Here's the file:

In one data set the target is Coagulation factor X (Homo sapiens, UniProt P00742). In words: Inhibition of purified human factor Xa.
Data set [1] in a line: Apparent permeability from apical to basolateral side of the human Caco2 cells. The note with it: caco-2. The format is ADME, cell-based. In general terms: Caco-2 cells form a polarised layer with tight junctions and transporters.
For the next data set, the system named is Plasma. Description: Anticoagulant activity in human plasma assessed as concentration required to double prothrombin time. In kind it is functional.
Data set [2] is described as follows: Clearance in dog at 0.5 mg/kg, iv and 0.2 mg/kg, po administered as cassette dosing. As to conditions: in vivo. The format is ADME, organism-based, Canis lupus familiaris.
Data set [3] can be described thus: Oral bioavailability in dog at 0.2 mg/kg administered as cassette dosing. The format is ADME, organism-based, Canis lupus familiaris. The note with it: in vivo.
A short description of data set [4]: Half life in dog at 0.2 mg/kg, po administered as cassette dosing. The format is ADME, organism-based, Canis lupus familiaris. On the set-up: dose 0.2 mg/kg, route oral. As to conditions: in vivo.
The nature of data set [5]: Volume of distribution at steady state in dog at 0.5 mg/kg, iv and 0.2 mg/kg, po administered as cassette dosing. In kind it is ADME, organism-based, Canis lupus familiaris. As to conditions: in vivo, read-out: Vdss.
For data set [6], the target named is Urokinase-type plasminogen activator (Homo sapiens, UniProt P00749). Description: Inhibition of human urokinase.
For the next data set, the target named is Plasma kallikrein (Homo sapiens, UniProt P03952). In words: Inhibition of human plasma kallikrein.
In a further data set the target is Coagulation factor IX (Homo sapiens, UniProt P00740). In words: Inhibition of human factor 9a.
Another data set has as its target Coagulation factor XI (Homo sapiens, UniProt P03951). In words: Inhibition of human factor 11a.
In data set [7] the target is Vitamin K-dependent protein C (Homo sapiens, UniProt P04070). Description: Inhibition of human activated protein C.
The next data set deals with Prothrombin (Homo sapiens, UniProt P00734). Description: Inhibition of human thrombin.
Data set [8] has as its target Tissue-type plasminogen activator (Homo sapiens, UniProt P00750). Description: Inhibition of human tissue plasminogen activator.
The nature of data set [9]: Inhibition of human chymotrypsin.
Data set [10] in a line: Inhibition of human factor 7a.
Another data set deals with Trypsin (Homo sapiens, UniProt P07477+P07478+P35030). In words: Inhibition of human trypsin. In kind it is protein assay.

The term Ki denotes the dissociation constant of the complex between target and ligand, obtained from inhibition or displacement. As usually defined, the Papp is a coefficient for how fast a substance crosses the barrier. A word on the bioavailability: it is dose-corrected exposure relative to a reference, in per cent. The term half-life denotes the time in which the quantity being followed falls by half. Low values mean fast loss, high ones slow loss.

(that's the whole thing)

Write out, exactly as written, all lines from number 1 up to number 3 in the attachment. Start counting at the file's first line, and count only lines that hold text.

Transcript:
In one data set the target is Coagulation factor X (Homo sapiens, UniProt P00742). In words: Inhibition of purified human factor Xa.
Data set [1] in a line: Apparent permeability from apical to basolateral side of the human Caco2 cells. The note with it: caco-2. The format is ADME, cell-based. In general terms: Caco-2 cells form a polarised layer with tight junctions and transporters.
For the next data set, the system named is Plasma. Description: Anticoagulant activity in human plasma assessed as concentration required to double prothrombin time. In kind it is functional.